Gary Gannon Government must act immediately to address teacher shortages

The Social Democrats TD says the teacher shortage is at crisis point – he will table proposed solutions tomorrow.

THE TEACHER RECRUITMENT crisis in our primary and second-level schools did not happen overnight – it has been more than a decade in the making and is the result of flawed policy decisions by successive governments.

Even before the pandemic and cost-of-living squeeze that followed, the seeds were already sown for the serious staff shortages we are now seeing in schools.

The introduction of a lower salary scale for new entrants to the profession in 2010 marked the start of the decline. The situation was further compounded a few years later when it became more difficult – and expensive – to qualify as a teacher.

Today, our schools are paying a high price for these short-sighted decisions. The figures are grim. A recent Teachers’ Union of Ireland (TUI) survey found that 91% of post-primary schools experienced recruitment difficulties in the past six months, while 61% reported problems with teacher retention.

Dublin’s challenges

Almost two-thirds of primary schools in the Dublin area are short-staffed, according to the Irish Primary Principals’ Network (IPPN), with neighbouring counties facing similar issues.

Nationally, more than one in four primary schools is struggling without their approved staffing allocation. There are slim pickings for schools that turn to teacher supply panels to deal with staff absences, with 62% of posts vacant in Dublin and 10% empty outside the capital.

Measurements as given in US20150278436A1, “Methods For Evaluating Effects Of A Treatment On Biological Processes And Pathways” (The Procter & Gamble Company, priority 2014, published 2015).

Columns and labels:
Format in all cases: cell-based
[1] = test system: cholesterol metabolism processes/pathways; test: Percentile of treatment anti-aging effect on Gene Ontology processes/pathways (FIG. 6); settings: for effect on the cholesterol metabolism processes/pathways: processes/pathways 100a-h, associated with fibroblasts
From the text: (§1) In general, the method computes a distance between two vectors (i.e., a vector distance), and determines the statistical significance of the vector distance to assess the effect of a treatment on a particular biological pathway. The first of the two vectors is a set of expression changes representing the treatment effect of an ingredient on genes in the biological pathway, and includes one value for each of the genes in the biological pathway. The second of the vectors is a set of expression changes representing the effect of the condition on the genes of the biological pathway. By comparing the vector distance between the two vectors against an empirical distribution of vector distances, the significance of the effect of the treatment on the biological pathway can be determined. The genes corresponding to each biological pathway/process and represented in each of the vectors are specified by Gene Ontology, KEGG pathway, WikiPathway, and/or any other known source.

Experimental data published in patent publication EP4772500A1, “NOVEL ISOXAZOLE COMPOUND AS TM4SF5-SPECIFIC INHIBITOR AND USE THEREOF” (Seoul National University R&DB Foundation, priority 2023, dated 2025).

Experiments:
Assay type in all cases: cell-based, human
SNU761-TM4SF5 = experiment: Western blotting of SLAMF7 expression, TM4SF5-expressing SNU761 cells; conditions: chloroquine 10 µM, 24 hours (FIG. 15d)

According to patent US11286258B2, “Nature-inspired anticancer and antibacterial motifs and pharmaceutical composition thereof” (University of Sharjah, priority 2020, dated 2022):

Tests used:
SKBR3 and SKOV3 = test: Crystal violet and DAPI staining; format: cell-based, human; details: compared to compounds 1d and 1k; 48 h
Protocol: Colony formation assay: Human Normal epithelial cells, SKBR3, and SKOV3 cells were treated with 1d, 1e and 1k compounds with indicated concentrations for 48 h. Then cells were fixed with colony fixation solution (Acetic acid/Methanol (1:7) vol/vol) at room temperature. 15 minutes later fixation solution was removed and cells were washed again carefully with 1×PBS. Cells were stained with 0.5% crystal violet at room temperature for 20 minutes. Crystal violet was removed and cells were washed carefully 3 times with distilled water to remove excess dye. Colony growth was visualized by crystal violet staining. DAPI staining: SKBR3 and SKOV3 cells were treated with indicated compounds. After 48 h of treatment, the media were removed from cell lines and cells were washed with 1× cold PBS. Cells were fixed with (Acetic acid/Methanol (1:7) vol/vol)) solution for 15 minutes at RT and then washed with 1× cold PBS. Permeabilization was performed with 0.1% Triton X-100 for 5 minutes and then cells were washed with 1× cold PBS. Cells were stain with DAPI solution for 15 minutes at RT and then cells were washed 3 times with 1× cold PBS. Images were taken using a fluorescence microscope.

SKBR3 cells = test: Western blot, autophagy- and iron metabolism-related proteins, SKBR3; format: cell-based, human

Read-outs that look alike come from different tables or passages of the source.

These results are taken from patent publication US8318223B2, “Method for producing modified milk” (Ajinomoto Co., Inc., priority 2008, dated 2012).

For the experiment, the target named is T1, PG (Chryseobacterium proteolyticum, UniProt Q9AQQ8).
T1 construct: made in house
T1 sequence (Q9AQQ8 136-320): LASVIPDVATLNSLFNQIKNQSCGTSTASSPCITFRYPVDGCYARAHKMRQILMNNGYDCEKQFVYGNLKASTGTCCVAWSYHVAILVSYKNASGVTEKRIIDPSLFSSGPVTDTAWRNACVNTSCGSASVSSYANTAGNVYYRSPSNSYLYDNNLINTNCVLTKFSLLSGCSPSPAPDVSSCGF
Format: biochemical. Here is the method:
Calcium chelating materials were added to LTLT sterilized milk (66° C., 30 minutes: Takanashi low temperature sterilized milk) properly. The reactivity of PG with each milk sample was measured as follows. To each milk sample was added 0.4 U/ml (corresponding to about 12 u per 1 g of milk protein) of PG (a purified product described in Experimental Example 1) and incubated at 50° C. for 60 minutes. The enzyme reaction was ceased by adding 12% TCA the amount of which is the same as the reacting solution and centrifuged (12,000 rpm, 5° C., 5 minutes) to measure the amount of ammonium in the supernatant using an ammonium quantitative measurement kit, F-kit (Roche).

This is putting principals under severe pressure and impacting the ability of schools to meet the day-to-day educational needs of their students.

It is of particular concern that children with additional needs are losing valuable tuition hours because of the recruitment crisis. A recent survey by the Irish Primary Principals Network (IPPN) found that 83% of schools have had no option but to redeploy special education teachers (SET) to act as substitute teachers in mainstream classes.

Meanwhile, senior members of Government appear to deny this is even an issue and simply say it ‘shouldn’t be done’. But it has to be done because principals have no choice. Speaking on RTE recently, Minster of State for Special Education Josepha Madigan said: “I’ve always made it very clear in my capacity as Minister for Special Education that no special education teacher, or SNA, should be used other than the purpose for which they were assigned.” Who is going to break it to the government that this is happening for a reason – in 83% of our schools?

Recruitment issues are leading to greater inequalities in our education system. Worryingly, some schools have had to drop subjects from the curriculum due to the lack of qualified teachers, while many substitutes are merely child-minding rather than teaching. Separately, one grind school has reported a 100% increase in demand for its courses across a range of subjects, which it attributes to teacher shortages.

This situation, if allowed to deteriorate, will inevitably mean students from wealthier backgrounds will have an even bigger academic advantage when it comes to State exams and higher education options.